Thermite is a mixture of finely powered aluminum and iron oxide.
Aluminum has a much greater chemical affinity for oxygen than iron. After being heated to the critical temperature, the aluminum ‘steals’ the oxygen from the iron oxide and the process releases a huge amount of heat.
Bereft of its oxygen and pumped up with heat, the iron oxide becomes molten iron with a density that is seven times the density of liquid water.
Larry Tomanica didn’t have enough thermite to take down an entire bridge. The production process was encountering difficulties. The aluminum had to be finely powered. More importantly, iron oxide is not red rust.
Rust is hydrated iron oxide. Making iron oxide suitable for thermite involved finely dividing iron and then oxidizing under hot, dry air.
The industrial infrastructure in Capiche was hitting multiple bottlenecks in manufacturing thermite.
Tomanica had enough thermite, in his estimation, to cut two, 15” I beams similar to the ones in Miguel’s sketches. Pertinent to Tomanica’s calculations was the fact that Miguel’s bridges were held up by seven I beams. However long it took to cut two of the I beams, it would take three times as long to cut seven of them.
Bridges are some of the toughest structures on the planet. They suffer abuse, gross overloading, the elements, thermal expansion and contraction and are expected to stand for fifty years.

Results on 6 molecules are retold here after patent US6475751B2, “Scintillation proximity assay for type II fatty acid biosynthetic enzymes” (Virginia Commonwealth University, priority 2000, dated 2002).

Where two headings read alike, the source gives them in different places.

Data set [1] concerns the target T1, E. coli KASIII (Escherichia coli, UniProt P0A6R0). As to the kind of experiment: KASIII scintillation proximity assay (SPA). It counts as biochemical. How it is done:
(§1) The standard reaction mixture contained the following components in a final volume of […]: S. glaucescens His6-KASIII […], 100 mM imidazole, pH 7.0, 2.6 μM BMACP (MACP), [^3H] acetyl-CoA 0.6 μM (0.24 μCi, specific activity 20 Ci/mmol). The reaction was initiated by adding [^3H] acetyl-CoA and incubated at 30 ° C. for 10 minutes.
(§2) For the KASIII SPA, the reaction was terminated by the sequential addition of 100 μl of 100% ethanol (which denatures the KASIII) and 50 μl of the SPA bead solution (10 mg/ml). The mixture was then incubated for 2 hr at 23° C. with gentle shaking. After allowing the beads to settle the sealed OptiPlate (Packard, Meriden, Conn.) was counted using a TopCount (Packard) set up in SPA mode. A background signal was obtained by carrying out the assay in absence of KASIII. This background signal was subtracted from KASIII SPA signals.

Modern bridges are also designed with sacrificial beams. If an errant truck or tractor, barge or alien spaceship hits the bridge and takes out the outermost beam, the bridge remains standing and capable of carrying the specified load.
The bottom line of the thermite experiment is that it did not work. The bottom, horizontal flanges of the I beam were efficiently cut by the thermite. The fifteen inch tall, vertical flanges were a different story.
Based on the best information Tomanica could find, he started the column of termite at the top and let it burn downward. Larry had the fighters pack dry sand/clay around the column of thermite to hold the super-heated puddle of molten iron against the half-inch thick vertical web.
It was an exercise in futility. Less than half of the web was cut through due to the sand/clay rupturing and allowing the molten iron to spill out, away from the steel beam.
Time spent: seven hours. Beams completely cut: zero